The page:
My Husband’s Wife by Jane Corry is a book I’ve wanted to read this for a while, ever since it popped up as a recommendation on Goodreads. I’ve entered Giveaways a couple of times but have been unsuccessful. I finally managed to get my hands on an ARC, courtesy of NetGalley, for the purposes of this review. This book will be released in the UK on 26th August 2016 (I’m not sure about other countries, sorry!), and I’m sure it will be available in all the usual places.
I was drawn to this book by it’s odd title. It evokes so many different questions, and really draws a reader in. It drew me in enough to break my stance on using an e-reader. I borrowed my mum’s Kobo and actually didn’t hate the experience as much as I thought I would. I have read a couple of books on there before, but I always try to avoid it as I much prefer the real thing. This book has made me more inclined to read an e-book again.
It helped that it was so fast paced and gripping. If you read my review of the last book I read, you will know that it took me over a fortnight to get through, and I was worried that it was just me losing the reading bug. I was so, so wrong. I absolutely raced through this book, finishing its 500+ pages in less than a week.
My Husband’s Wife tells the parallel stories of Lily, I newly qualified and newly married solicitor, and Carla, a young Italian girl who lives in the same block of flats. The story stories cross when Carla’s mother asks Lily to take care of her daughter on Sundays, as she has to work. Lily’s husband Ed, a struggling artist, becomes infatuated with the 10 year old Carla and starts painting portraits of her. Meanwhile, Lily takes on the case of a murderer who is to have a huge effect on her life.
I know that synopsis was terrible, it’s quite a complicated story with lots of different threads, so I’ll give you the official synopsis from Goodreads:
It’s the perfect love story.
Lily meets Ed at a party, and on their second date, he proposes. She’s a lawyer, he’s an up-and-coming artist. They own a small but beautiful flat in London and mix with all the right people.
But Lily has a secret. Something from her past, that is soon to collide with her present. And she thinks her new husband is hiding something too…
The vows they made will soon be tested to the very limits.
‘Till death us do part…’
It was also described as the next big psychological thriller, although I’m not sure it quite belongs in this category. It is definitely a thriller, but more of the ‘family drama’ sort of variety than the psychological. Somebody on Goodreads described it as ‘Literary Fiction’, but if I’m completely honest, I’m not really sure what that means. All I’ll say is, it doesn’t contain any really shocking twists, or much ‘adult’ content, at least not in detail. It is also far from gory or disturbing in a visual sense, although several of the characters do have some rather disturbing motives. I think it spans a much wider audience than the term ‘Psychological Thriller’ allows it.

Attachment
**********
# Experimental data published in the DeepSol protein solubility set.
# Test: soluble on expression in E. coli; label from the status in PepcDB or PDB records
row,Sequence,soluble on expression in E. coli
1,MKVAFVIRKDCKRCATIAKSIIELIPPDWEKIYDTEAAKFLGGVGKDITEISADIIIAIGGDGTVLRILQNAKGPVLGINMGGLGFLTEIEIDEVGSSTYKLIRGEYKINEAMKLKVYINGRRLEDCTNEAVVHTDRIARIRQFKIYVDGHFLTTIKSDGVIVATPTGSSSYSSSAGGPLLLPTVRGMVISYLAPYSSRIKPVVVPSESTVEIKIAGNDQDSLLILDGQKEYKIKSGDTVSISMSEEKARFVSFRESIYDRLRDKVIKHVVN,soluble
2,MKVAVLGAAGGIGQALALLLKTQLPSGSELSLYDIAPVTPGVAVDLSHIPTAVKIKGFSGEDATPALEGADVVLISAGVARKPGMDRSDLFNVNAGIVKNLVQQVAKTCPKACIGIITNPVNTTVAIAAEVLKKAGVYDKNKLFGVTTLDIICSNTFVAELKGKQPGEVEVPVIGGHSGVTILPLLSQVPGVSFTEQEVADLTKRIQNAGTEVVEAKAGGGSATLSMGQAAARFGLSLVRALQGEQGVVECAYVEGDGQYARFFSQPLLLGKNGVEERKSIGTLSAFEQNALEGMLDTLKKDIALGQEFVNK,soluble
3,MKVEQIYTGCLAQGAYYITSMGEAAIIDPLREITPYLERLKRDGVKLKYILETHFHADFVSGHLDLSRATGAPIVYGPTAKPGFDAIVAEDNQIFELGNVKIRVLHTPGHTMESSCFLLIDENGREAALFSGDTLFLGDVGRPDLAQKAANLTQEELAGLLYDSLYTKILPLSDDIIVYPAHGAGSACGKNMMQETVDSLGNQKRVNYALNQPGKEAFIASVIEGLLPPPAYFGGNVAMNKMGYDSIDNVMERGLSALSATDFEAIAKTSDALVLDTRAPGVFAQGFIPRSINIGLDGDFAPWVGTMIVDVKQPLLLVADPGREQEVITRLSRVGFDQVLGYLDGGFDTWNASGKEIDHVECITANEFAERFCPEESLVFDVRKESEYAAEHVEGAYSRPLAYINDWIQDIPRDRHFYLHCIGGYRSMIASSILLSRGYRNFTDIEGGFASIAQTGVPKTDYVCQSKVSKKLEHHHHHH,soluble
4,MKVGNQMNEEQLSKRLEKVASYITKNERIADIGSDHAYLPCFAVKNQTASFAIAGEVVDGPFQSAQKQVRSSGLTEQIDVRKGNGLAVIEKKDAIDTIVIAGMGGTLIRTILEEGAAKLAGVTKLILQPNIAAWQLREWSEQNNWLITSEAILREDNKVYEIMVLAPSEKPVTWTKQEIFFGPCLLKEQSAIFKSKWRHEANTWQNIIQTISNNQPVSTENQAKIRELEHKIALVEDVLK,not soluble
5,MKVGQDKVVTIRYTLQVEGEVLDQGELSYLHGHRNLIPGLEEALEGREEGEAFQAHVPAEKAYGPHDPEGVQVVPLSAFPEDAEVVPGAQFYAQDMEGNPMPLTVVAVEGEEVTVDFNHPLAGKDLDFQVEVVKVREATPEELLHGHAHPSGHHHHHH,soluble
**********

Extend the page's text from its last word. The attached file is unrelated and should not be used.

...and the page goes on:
I have to say, I was shocked when I discovered that this is Jane Corry’s debut novel. The narrative is very accomplished, and could easily have come from a veteran bestseller. The characters are really what makes the book so good. They are all flawed in some way of other, but somehow, Corry still makes you feel for them. Each character evokes an uneasy feeling in the reader that forces you to question whether all is as it seems. It turns out, of course, that everything isn’t as it seems, but I’ll not go into that.There is a disturbing undertone throughout, and each character is constantly hinting at various secrets that don’t come together until the very end. This really keeps you turning the pages. The story is constantly twisting and turning, with the reader never quite knowing what’s going on.
Now for the negatives; the reason I haven’t rated it higher than an 8/10. The ending wasn’t quite what I thought it was going to be. What should have been the ‘big twist’ didn’t quite shock me enough. I won’t spoil it, but I expected it to go further and be more disturbing than it actually was.
Also, despite it being very fast paced, I did find that I couldn’t really remember what had happened in previous chapters when I picked the book back up again the next day. I had a lot of ‘oh, I forgot that happened’ moments when I was reminded of things from the early chapters. I’m not sure of the reason for this, and I don’t think it detracted from my overall enjoyment, but it’s worth mentioning.
Overall, I would highly recommend this book for a fast-paced, gripping read. Don’t be put off by the genre label, it would suit anyone who is into books from a range of different authors, from Jodi Picoult to Gillian Flynn, and anything in between.
8/10 – Solid